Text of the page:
Now if China is indeed building its gold reserves in this manner, the questions might be asked why, how long has this been happening, how much gold does China actually hold and when will it ultimately declare a new reserve figure, which it will inevitably do some day when it is seen as politically expedient to do so? Researcher Koos Jansen, who specialises in analysing Chinese data, takes a stab at these figures looking at import data, Chinese gold production and gold movements out of the Shanghai Gold Exchange (SGE). His findings suggest that China may have been hoarding gold in unreported accounts for some years and estimates that China’s government gold holdings were in reality around at least 3,500 tonnes in 2013 (and rising) as compared with the official figure as reported to the IMF of 1,054 tonnes.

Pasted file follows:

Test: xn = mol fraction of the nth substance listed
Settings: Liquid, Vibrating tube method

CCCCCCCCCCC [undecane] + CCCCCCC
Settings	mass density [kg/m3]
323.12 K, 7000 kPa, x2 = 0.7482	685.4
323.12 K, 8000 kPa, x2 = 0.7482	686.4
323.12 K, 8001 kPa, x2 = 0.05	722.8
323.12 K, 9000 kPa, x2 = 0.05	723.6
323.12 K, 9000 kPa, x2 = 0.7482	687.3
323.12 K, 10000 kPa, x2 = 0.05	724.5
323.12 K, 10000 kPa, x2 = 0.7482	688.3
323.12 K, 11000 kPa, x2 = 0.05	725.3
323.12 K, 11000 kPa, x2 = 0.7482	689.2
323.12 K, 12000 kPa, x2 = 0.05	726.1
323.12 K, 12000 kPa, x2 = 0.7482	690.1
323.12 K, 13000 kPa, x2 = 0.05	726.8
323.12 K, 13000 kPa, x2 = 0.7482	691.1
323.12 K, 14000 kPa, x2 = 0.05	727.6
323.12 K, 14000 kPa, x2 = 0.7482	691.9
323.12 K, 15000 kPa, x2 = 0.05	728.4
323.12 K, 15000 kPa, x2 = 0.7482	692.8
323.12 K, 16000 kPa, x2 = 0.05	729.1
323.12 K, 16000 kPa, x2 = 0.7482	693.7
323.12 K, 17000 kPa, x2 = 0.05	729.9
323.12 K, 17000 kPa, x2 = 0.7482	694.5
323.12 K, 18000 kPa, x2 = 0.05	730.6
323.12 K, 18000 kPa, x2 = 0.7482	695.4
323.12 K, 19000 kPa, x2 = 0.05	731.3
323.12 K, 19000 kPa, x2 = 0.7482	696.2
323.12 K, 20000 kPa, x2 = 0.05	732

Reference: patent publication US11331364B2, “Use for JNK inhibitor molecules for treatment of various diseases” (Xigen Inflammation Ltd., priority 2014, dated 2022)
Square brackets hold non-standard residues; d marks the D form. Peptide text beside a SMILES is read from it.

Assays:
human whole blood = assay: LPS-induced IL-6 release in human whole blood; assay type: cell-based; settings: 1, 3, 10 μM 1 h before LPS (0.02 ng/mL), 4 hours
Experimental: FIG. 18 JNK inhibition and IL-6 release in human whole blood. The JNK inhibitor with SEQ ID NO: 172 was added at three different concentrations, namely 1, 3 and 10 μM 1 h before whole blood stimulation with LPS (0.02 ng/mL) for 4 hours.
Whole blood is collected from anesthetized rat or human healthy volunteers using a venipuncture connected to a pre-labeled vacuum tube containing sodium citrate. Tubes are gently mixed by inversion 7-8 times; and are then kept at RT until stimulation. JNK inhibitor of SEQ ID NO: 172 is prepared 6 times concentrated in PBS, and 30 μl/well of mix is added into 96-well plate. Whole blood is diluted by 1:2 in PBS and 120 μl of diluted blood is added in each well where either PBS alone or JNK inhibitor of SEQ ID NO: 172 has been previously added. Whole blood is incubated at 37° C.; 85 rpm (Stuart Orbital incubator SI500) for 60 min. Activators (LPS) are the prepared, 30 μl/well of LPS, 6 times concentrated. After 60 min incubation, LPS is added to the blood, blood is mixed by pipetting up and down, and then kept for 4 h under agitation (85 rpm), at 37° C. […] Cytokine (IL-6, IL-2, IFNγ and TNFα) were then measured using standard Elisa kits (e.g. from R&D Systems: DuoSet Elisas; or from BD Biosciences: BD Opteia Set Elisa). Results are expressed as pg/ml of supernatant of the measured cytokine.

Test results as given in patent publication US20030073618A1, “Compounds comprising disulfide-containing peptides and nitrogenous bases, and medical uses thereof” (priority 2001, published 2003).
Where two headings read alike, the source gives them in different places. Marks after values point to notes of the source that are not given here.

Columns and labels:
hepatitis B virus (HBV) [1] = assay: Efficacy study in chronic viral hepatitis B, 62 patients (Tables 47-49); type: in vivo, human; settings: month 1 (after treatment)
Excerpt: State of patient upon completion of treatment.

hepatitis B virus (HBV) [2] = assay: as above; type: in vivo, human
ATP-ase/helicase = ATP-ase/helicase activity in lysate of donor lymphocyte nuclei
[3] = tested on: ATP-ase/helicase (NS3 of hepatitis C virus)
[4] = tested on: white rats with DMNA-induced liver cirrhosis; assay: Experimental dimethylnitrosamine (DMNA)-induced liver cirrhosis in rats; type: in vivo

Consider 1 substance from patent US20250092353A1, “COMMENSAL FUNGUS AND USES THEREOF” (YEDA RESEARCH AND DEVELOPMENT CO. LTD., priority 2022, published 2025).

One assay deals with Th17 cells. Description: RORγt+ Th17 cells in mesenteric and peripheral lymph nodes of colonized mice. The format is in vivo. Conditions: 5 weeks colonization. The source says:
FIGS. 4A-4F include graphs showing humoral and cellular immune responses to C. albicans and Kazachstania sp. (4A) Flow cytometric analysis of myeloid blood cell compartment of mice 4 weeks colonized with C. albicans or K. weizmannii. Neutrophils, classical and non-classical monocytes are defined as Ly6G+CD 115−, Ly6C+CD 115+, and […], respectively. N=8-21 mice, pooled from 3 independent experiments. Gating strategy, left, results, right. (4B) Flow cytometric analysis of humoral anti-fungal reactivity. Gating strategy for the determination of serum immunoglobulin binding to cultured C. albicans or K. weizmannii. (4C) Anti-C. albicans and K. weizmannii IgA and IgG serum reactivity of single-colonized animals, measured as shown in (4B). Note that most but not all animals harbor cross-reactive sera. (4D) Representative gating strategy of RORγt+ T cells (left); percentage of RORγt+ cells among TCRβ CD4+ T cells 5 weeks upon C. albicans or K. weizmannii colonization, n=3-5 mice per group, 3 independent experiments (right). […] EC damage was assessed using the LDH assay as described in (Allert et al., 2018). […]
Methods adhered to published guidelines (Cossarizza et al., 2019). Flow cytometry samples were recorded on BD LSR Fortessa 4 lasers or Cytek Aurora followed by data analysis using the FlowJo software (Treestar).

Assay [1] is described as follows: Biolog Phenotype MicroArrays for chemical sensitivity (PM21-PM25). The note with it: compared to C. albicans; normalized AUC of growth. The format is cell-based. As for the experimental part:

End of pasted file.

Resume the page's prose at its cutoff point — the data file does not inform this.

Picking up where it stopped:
If Jansen’s estimates are anywhere near correct, and we think they may be conservative, at the assumed rate of gold reserve expansion, we estimate that China ‘s official gold reserves could exceed those of the USA – the world’s largest official gold holder with 8,133.5 tonnes – by the end of the decade. Perhaps the Chinese are waiting until they are indeed the world’s No.1 gold holder to update their official reserve position – and given the huge flows of gold from West to East in the past three years this could happen quicker than anyone seems to currently foresee. Of course this assumes that the Chinese 1,054 tonne figure was itself an accurate picture 6 years ago. If China is building gold reserves through buying on global markets (which Jansen avers), but without wishing to rock the gold price boat while it converts some of its huge excess of dollar denominated securities into gold, it has every incentive to downplay its total holdings.